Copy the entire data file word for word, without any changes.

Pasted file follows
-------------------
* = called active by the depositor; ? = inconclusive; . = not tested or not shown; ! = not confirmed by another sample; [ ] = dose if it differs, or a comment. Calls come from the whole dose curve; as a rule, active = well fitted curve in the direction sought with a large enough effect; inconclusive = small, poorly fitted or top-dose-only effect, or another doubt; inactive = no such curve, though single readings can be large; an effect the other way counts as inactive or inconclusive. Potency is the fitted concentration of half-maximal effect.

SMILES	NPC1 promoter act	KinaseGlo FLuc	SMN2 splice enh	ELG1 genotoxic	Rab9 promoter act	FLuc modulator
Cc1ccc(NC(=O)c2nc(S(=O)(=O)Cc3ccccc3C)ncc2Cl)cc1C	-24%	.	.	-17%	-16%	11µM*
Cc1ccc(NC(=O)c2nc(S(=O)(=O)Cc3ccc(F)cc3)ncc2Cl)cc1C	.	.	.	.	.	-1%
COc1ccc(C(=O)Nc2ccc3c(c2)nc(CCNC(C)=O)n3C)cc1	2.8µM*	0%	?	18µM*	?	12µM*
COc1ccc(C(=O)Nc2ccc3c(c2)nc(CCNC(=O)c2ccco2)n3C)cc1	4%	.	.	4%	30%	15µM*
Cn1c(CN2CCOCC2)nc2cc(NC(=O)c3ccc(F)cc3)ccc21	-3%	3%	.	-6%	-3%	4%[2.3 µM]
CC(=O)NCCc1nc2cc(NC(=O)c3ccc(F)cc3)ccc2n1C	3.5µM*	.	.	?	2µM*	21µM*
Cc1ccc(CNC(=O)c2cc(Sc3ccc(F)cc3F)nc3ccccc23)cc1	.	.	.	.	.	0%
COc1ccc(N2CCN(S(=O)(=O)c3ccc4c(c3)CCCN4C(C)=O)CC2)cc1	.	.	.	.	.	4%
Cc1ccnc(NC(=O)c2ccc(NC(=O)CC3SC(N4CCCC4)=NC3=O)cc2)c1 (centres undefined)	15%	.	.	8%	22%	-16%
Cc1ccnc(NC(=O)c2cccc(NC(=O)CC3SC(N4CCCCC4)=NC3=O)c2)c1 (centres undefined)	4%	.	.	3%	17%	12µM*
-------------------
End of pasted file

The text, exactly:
* = called active by the depositor; ? = inconclusive; . = not tested or not shown; ! = not confirmed by another sample; [ ] = dose if it differs, or a comment. Calls come from the whole dose curve; as a rule, active = well fitted curve in the direction sought with a large enough effect; inconclusive = small, poorly fitted or top-dose-only effect, or another doubt; inactive = no such curve, though single readings can be large; an effect the other way counts as inactive or inconclusive. Potency is the fitted concentration of half-maximal effect.

SMILES	NPC1 promoter act	KinaseGlo FLuc	SMN2 splice enh	ELG1 genotoxic	Rab9 promoter act	FLuc modulator
Cc1ccc(NC(=O)c2nc(S(=O)(=O)Cc3ccccc3C)ncc2Cl)cc1C	-24%	.	.	-17%	-16%	11µM*
Cc1ccc(NC(=O)c2nc(S(=O)(=O)Cc3ccc(F)cc3)ncc2Cl)cc1C	.	.	.	.	.	-1%
COc1ccc(C(=O)Nc2ccc3c(c2)nc(CCNC(C)=O)n3C)cc1	2.8µM*	0%	?	18µM*	?	12µM*
COc1ccc(C(=O)Nc2ccc3c(c2)nc(CCNC(=O)c2ccco2)n3C)cc1	4%	.	.	4%	30%	15µM*
Cn1c(CN2CCOCC2)nc2cc(NC(=O)c3ccc(F)cc3)ccc21	-3%	3%	.	-6%	-3%	4%[2.3 µM]
CC(=O)NCCc1nc2cc(NC(=O)c3ccc(F)cc3)ccc2n1C	3.5µM*	.	.	?	2µM*	21µM*
Cc1ccc(CNC(=O)c2cc(Sc3ccc(F)cc3F)nc3ccccc23)cc1	.	.	.	.	.	0%
COc1ccc(N2CCN(S(=O)(=O)c3ccc4c(c3)CCCN4C(C)=O)CC2)cc1	.	.	.	.	.	4%
Cc1ccnc(NC(=O)c2ccc(NC(=O)CC3SC(N4CCCC4)=NC3=O)cc2)c1 (centres undefined)	15%	.	.	8%	22%	-16%
Cc1ccnc(NC(=O)c2cccc(NC(=O)CC3SC(N4CCCCC4)=NC3=O)c2)c1 (centres undefined)	4%	.	.	3%	17%	12µM*